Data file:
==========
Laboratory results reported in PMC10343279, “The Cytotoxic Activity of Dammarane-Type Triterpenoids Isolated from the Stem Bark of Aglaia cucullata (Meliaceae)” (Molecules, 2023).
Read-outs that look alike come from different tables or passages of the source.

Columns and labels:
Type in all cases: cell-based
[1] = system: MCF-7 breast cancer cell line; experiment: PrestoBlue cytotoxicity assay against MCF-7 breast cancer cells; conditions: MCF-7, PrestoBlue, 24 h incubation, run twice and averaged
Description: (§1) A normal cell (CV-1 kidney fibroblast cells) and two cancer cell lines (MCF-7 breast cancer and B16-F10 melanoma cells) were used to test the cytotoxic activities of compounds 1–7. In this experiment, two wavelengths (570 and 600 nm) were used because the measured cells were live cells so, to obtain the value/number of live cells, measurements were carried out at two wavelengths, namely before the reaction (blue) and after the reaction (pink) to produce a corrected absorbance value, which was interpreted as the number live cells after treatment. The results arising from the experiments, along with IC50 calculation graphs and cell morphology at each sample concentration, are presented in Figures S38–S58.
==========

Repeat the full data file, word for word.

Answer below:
Laboratory results reported in PMC10343279, “The Cytotoxic Activity of Dammarane-Type Triterpenoids Isolated from the Stem Bark of Aglaia cucullata (Meliaceae)” (Molecules, 2023).
Read-outs that look alike come from different tables or passages of the source.

Columns and labels:
Type in all cases: cell-based
[1] = system: MCF-7 breast cancer cell line; experiment: PrestoBlue cytotoxicity assay against MCF-7 breast cancer cells; conditions: MCF-7, PrestoBlue, 24 h incubation, run twice and averaged
Description: (§1) A normal cell (CV-1 kidney fibroblast cells) and two cancer cell lines (MCF-7 breast cancer and B16-F10 melanoma cells) were used to test the cytotoxic activities of compounds 1–7. In this experiment, two wavelengths (570 and 600 nm) were used because the measured cells were live cells so, to obtain the value/number of live cells, measurements were carried out at two wavelengths, namely before the reaction (blue) and after the reaction (pink) to produce a corrected absorbance value, which was interpreted as the number live cells after treatment. The results arising from the experiments, along with IC50 calculation graphs and cell morphology at each sample concentration, are presented in Figures S38–S58.